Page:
The neighborhood’s city council representative, Isabel Piedmont, spoke of the positive impact that parks like this have on the imagination and physical development of children. On behalf of the neighborhood, Jan Sorby thanked the City and Parks and Rec for enhancing “the jewel in our crown,” Bryan Park.

“We want to thank the City also for including the ideas and desires of the adjacent neighborhoods into the planning process. As parents are challenged with rising rates of obesity, diabetes and other health issues among our children, this park offers space for children to start the healthy habit of exercise and play,” Sorby said.

“We are fortunate that our Bloomington parks are more than just a little country in the city; they provide a multitude of benefits for a variety of uses. The Bryan Park neighbors appreciate the hard work that goes in to balancing passive and active natural and constructed areas of the park. We know much thought and consideration went into choosing each piece of equipment on this playground.”

Source: BPNA Newsletter, June 2008

Crosswalk to improve pedestrian safety

The Traffic Commission supported the BPNA’s request for a multi-way stop and a pedestrian striped crosswalk at the intersection of Allen and Henderson Streets to safeguard pedestrians crossing Henderson into Bryan Park or onto the sidewalk. As part of their process, they sent City engineer Justin Wyckoff to examine the situation and make a recommendation.

BPNA’s president Jan Sorby says, “Henderson has a posted 20 mph speed limit. Justin Wykoff did a traffic study at the intersection which showed that only 3% of drivers observed the limit. He clocked cars passing this school/park zone at speeds as high as 57 mph. The Traffic Commission was so shocked at the horrendous speeds they requested Justin to come up with something different than just a stop sign.”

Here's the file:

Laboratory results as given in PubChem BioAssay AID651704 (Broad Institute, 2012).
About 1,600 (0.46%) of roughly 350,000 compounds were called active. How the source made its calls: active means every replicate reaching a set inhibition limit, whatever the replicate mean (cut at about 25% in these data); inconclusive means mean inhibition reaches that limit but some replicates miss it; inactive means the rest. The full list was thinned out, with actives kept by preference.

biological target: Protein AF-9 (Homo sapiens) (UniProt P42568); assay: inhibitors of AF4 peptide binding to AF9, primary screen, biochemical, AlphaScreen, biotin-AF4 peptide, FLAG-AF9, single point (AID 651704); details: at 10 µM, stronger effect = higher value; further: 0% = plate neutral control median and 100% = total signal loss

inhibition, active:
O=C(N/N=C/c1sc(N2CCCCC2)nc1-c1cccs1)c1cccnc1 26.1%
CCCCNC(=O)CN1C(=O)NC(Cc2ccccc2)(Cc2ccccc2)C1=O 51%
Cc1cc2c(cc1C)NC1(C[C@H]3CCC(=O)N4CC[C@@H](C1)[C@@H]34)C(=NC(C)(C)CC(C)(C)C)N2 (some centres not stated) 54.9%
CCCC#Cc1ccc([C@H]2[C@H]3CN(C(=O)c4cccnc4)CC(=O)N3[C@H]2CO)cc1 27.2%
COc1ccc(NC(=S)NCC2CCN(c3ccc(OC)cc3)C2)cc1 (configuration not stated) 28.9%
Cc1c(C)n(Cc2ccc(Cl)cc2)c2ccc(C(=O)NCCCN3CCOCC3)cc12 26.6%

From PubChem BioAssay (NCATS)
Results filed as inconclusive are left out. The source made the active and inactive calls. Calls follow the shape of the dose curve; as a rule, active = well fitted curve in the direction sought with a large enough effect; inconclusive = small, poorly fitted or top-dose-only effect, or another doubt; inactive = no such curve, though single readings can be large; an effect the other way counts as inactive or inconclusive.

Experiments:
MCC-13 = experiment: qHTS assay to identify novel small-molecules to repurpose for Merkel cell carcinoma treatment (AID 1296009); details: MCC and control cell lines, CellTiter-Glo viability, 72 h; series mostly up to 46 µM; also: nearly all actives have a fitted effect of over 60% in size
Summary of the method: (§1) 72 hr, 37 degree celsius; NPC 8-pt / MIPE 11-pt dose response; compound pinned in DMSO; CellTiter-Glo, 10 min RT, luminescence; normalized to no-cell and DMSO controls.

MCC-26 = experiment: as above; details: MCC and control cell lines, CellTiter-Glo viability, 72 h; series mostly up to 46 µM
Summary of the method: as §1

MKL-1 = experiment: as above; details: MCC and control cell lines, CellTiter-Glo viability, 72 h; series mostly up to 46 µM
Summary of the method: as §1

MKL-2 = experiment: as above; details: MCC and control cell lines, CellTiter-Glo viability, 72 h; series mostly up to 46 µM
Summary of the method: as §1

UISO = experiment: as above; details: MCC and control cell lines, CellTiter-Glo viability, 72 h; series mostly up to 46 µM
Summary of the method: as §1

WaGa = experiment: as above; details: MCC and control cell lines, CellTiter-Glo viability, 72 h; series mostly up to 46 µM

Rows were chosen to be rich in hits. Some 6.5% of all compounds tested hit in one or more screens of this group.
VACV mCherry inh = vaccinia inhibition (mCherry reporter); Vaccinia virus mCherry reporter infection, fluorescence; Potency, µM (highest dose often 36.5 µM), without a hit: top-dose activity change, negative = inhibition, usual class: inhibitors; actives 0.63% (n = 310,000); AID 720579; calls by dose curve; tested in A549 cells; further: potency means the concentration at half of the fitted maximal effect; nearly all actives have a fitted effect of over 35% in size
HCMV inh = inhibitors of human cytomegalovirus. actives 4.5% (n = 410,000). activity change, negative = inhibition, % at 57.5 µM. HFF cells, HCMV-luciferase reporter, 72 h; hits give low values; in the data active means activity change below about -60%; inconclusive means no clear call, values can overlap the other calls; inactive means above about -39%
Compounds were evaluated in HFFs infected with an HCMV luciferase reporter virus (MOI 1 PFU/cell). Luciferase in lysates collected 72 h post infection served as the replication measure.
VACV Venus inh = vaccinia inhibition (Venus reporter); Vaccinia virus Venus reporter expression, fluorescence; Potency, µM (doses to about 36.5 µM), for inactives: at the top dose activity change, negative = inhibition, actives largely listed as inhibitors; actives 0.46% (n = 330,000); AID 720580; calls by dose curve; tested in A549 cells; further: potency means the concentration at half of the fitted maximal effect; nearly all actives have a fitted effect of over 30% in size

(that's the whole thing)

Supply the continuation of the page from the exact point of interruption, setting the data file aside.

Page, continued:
The drawing above shows the solution to slowing traffic on this stretch of Henderson. It adds an island dividing the lanes of traffic and providing a protected space midway where pedestrians can stand if on-coming traffic prevents them from completing the crossing. (Parents with children have been known to drive three blocks to the park rather than attempt crossing on foot with a toddler and a stroller, Sorby points out.)

On either side of the cross walk at midpoint is a planter for vegetation, which neighbors have promised to tend. The strategy is to make the space look and feel narrower to drivers so that they drive more carefully.

This drawing also shows the realignment of the Bryan Park parking lot entrance with Allen St. and the new sidewalk on the western side of Henderson, a future improvement. Currently the only sidewalk on this stretch of Henderson borders Bryan Park and continues south to Templeton Elementary School. Crossing Henderson is particularly dangerous during the peak hours when children need to walk to school.